A few months ago I would not have believed this possible and I find that this experience of change significantly calls into question a number of my theoretical axioms (I’ve been working through these shifts in theory for a number of weeks on this blog). How is it that forms of social configuration that seem like iron can so quickly dissipate like so much morning mist? The Mayans had a thriving culture that suddenly disappeared. They didn’t disappear as a result of some natural catastrophe (as far as we know) or through depleting natural resources. No doubt the Mayans believed their culture and state to be eternal. Yet it disappeared. How does such surprising and sudden change take place? It seems to me that good social theory help us to see the contingency of the present state of things, that there are other possibilities, that other collectives, subjects, and ways of feeling are possible. Just as psychonalysis allows the analysand to overcome the closure of their universe of desiring, discovering new possibilities where they never before thought they were possible, good social theory creates possibilities where before only the iron laws of historical necessity and power were discerned. Good social theory reminds us of the essential fragility and finitude of the power relations holding together a particular type of collective.
I reserve judgment on the Mayans ;-P, but I think that modern history does demonstrate that quite dramatic and rapid historical transformations – of institutional structures, customs, forms of thought – are possible (it is conceivable that such rapid changes are, in some ways, more possible than incrementalist ones, if we’re talking about achieving fundamental transformations – but I haven’t thought about this issue sufficiently to try to turn this into a strong claim…). And I agree that it should be a central goal for critical theory to cast light on why and how this happens – and that this goal sits in tension with approaches that emphasise “iron laws of historical necessity”.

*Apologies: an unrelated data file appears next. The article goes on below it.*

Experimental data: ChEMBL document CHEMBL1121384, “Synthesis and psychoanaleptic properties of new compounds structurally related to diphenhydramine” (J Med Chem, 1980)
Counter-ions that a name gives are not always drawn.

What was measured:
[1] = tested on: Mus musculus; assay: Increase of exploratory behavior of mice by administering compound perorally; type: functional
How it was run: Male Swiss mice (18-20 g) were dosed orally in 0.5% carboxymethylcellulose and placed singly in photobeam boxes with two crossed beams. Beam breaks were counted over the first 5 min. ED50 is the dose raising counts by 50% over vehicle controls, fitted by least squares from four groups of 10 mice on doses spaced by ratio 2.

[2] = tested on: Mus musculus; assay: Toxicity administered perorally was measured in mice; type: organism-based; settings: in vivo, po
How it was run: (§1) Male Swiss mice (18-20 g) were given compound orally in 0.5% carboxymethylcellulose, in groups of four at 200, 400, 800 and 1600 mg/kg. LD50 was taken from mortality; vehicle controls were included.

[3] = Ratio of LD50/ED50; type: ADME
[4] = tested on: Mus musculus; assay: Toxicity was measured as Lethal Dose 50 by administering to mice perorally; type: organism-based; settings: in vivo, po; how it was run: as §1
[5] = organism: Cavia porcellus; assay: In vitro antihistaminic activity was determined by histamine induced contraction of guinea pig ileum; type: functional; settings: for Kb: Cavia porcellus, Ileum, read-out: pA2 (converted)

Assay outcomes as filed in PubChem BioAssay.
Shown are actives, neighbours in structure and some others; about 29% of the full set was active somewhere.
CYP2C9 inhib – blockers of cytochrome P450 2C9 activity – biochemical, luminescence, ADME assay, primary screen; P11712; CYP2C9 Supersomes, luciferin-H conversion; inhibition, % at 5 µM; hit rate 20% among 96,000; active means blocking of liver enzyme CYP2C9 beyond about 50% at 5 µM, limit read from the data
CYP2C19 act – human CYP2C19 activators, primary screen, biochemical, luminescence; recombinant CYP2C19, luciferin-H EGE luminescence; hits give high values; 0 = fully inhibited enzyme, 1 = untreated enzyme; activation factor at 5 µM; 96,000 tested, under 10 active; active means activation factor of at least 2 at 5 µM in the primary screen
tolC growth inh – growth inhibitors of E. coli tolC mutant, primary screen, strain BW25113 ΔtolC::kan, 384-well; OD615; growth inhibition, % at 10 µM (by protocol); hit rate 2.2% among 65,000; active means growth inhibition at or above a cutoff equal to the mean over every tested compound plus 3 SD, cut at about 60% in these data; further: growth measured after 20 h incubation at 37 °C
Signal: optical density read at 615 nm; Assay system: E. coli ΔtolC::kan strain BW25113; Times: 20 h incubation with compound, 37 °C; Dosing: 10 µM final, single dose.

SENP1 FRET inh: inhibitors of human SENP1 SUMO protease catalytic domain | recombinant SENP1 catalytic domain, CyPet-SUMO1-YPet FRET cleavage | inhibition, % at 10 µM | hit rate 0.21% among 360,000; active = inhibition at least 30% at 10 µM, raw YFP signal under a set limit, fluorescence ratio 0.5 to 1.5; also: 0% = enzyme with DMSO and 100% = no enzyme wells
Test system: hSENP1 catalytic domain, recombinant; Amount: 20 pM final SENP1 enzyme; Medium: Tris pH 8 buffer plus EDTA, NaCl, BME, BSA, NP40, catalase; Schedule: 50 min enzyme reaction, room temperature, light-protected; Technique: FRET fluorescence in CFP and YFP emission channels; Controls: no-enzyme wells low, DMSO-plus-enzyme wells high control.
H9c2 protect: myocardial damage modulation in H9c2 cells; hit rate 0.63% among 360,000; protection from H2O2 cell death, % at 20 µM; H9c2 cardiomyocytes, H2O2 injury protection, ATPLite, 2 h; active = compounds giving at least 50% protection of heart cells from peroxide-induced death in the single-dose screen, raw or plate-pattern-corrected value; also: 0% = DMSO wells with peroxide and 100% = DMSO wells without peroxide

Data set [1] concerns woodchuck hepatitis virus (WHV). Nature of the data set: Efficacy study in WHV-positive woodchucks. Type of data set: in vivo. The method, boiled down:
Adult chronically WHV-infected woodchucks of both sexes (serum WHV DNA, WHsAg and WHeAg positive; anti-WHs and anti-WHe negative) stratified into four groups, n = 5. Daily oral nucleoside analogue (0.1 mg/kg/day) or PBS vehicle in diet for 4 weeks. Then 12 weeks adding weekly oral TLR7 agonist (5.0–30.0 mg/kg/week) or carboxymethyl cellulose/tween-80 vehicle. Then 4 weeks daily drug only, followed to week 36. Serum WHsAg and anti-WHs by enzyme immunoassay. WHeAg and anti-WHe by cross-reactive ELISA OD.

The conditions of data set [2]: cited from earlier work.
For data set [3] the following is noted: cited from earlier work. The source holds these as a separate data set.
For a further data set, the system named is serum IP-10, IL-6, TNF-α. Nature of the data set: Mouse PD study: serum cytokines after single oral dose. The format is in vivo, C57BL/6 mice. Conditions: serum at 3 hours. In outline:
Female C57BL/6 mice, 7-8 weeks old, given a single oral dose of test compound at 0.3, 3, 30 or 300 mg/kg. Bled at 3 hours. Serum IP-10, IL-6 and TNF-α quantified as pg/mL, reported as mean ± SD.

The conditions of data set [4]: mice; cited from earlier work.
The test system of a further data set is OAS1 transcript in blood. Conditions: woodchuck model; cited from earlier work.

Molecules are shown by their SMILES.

At the same time, the significant transformations that we have witnessed within the modern era – including many transformations driven by movements that understood themselves as fundamentally revolutionary – can often, in retrospect, be interpreted as achievements that were moving with a broader “wave” of historical transformation – waves whose contours, perhaps, successful movements articulated more clearly than others, or which drove in any event toward complimentary goals… Revolutionary movements often suffer, I believe, from not adequately recognising the dynamic context in which they are operating – a context that may make certain political goals easier to achieve at certain times, that entails that very few political achievements can be regarded as permanent “advances”, and that often punishes movements by rewarding them with what they asked for (which is often the destruction of older social institutions), while depriving them of the free society for which they wished…
My goal here is not to drive toward pessimism. Modernity has constantly irritated us with dreams that more is possible, while also embedding us within an incredibly complex, dynamic, unintentional historical context that provides treacherous footing for conscious political practice. I think we need to develop better theoretical frameworks precisely to understand potentials for conscious political action within such a context – and I think that belledame and sinthome have both hit on some of the concepts we need to move beyond, if we want to work toward a better understanding of the potentials and limitations of particular forms of political practice…